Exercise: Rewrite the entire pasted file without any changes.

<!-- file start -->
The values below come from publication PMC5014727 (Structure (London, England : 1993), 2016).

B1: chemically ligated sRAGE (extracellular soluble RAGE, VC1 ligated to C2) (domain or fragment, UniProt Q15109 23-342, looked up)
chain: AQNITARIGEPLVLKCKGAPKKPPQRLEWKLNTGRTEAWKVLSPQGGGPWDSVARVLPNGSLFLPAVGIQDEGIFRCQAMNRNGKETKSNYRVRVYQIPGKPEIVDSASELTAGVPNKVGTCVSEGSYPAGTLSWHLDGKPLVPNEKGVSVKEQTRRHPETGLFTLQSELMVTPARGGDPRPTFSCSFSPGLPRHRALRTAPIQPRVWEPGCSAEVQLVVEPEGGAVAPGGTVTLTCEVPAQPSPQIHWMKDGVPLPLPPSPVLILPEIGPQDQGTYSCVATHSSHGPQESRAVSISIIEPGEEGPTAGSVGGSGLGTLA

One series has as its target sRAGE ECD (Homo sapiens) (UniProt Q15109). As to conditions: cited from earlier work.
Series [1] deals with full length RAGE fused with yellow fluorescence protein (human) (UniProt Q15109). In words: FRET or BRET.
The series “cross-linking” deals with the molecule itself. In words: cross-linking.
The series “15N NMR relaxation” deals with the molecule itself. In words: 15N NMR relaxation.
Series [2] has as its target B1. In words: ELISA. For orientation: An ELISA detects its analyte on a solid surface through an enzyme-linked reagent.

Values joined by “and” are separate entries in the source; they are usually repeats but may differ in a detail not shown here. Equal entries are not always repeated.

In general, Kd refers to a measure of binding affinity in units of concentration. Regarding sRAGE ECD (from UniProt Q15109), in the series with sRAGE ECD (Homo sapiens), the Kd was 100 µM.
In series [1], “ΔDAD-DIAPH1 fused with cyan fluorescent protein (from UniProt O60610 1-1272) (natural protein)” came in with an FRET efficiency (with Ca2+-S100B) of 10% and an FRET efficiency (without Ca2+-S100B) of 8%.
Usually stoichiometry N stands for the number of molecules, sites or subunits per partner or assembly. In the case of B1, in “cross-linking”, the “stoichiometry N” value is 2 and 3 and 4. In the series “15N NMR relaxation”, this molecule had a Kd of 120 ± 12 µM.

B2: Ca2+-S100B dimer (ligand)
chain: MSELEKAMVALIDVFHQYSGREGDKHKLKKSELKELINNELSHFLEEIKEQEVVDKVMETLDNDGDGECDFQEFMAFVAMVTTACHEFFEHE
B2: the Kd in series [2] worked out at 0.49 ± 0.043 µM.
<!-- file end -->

The values below come from publication PMC5014727 (Structure (London, England : 1993), 2016).

B1: chemically ligated sRAGE (extracellular soluble RAGE, VC1 ligated to C2) (domain or fragment, UniProt Q15109 23-342, looked up)
chain: AQNITARIGEPLVLKCKGAPKKPPQRLEWKLNTGRTEAWKVLSPQGGGPWDSVARVLPNGSLFLPAVGIQDEGIFRCQAMNRNGKETKSNYRVRVYQIPGKPEIVDSASELTAGVPNKVGTCVSEGSYPAGTLSWHLDGKPLVPNEKGVSVKEQTRRHPETGLFTLQSELMVTPARGGDPRPTFSCSFSPGLPRHRALRTAPIQPRVWEPGCSAEVQLVVEPEGGAVAPGGTVTLTCEVPAQPSPQIHWMKDGVPLPLPPSPVLILPEIGPQDQGTYSCVATHSSHGPQESRAVSISIIEPGEEGPTAGSVGGSGLGTLA

One series has as its target sRAGE ECD (Homo sapiens) (UniProt Q15109). As to conditions: cited from earlier work.
Series [1] deals with full length RAGE fused with yellow fluorescence protein (human) (UniProt Q15109). In words: FRET or BRET.
The series “cross-linking” deals with the molecule itself. In words: cross-linking.
The series “15N NMR relaxation” deals with the molecule itself. In words: 15N NMR relaxation.
Series [2] has as its target B1. In words: ELISA. For orientation: An ELISA detects its analyte on a solid surface through an enzyme-linked reagent.

Values joined by “and” are separate entries in the source; they are usually repeats but may differ in a detail not shown here. Equal entries are not always repeated.

In general, Kd refers to a measure of binding affinity in units of concentration. Regarding sRAGE ECD (from UniProt Q15109), in the series with sRAGE ECD (Homo sapiens), the Kd was 100 µM.
In series [1], “ΔDAD-DIAPH1 fused with cyan fluorescent protein (from UniProt O60610 1-1272) (natural protein)” came in with an FRET efficiency (with Ca2+-S100B) of 10% and an FRET efficiency (without Ca2+-S100B) of 8%.
Usually stoichiometry N stands for the number of molecules, sites or subunits per partner or assembly. In the case of B1, in “cross-linking”, the “stoichiometry N” value is 2 and 3 and 4. In the series “15N NMR relaxation”, this molecule had a Kd of 120 ± 12 µM.

B2: Ca2+-S100B dimer (ligand)
chain: MSELEKAMVALIDVFHQYSGREGDKHKLKKSELKELINNELSHFLEEIKEQEVVDKVMETLDNDGDGECDFQEFMAFVAMVTTACHEFFEHE
B2: the Kd in series [2] worked out at 0.49 ± 0.043 µM.